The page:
While questioning Senator John E. Sununu (R-NH) about the effect on the federal budget of partially privatizing Social Security, CBS Face the Nation host Bob Schieffer stated on the program's February 27 broadcast that "critics say that the plan to create these personal savings accounts will cost $1 trillion to $2 trillion down the line and does nothing to resolve the problem of solvency with the system [emphasis added]." But these claims do not depend on the credibility of unnamed “critics” ; the Bush administration itself has confirmed that they are accurate.
An official White House outline of Bush's proposal admits that partial privatization will cost $754 billion in its first ten years, through 2015. But this estimate is misleadingly low since under this proposal, private accounts are not fully phased in until the last five years of the ten-year window, and the administration did not provide cost estimates for subsequent decades. Using the same assumptions as the administration, the Center on Budget and Policy Priorities calculated that the proposal would cost $4.9 trillion through 2028.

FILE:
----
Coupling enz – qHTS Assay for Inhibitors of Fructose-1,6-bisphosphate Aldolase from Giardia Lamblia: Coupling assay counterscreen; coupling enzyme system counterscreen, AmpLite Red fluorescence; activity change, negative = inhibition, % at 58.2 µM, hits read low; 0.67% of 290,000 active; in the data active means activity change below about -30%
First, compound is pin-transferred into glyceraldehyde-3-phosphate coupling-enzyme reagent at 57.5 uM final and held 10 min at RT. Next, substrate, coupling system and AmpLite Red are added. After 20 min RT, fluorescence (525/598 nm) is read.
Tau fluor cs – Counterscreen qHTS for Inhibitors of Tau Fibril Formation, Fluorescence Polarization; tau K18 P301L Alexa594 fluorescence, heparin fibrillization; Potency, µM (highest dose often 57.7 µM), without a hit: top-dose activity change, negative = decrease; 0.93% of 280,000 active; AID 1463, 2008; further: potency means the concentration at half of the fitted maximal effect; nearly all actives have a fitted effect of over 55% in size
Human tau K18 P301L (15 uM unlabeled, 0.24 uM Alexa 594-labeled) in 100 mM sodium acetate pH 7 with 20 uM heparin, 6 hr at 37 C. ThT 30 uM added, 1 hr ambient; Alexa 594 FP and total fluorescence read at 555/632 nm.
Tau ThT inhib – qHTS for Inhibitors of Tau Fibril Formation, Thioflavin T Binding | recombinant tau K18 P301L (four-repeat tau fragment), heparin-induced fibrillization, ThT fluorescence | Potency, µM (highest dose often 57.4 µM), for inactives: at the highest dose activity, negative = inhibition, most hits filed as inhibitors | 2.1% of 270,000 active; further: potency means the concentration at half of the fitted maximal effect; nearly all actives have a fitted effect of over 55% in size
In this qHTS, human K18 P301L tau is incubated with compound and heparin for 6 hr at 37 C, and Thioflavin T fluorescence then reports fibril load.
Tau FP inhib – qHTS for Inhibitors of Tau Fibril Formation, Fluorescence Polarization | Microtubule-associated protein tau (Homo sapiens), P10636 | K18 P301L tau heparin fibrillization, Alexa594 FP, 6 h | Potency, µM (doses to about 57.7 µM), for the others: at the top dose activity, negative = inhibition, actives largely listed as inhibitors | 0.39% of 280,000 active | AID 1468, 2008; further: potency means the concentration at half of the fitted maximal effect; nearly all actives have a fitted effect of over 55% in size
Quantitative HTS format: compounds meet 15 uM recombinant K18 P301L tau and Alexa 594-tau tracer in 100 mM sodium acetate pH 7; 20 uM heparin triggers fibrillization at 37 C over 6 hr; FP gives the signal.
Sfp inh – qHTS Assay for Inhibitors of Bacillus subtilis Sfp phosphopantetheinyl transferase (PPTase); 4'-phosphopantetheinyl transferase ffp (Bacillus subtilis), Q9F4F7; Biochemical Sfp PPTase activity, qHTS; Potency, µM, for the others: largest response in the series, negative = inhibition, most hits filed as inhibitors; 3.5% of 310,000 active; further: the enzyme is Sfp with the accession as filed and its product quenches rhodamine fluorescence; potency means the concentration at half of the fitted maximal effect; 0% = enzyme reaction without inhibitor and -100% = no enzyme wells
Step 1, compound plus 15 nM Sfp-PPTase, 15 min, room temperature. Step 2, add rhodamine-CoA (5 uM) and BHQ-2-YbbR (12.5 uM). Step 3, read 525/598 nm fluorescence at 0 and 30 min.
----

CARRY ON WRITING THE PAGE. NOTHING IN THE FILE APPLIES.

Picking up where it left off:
On the February 6 broadcast of FOX Broadcasting Company's FOX News Sunday, Vice President Dick Cheney confirmed that partial privatization would cost “trillions more” in transition costs after 2015:
CHENEY: Well, but, again, remember how much we're going to borrow. We're going to borrow $758 million [sic] over the next ten years to set up the personal retirement accounts. We think that's a manageable amount.
WALLACE: But trillions more after.
CHENEY: That's right. Trillions more after that.
Similarly, an unnamed senior administration official acknowledged on February 2 that the administration's proposal to let workers divert payroll taxes into private accounts will do nothing to address Social Security's long-term revenue shortfall. From a February 2 White House background briefing:
QUESTION: Can you give us a second ten-year estimate on the revenue effect? Can you tell us how you would pay for that, in the first ten years' revenue loss? And am I right in assuming that in the way you describe this, because it's a wash in terms of the net effect on Social Security from the accounts by themselves, that it would be fair to describe this as having -- the personal accounts by themselves as having no effect whatsoever on the solvency issue?
SENIOR ADMINISTRATION OFFICIAL: On the second point, that's a fair inference.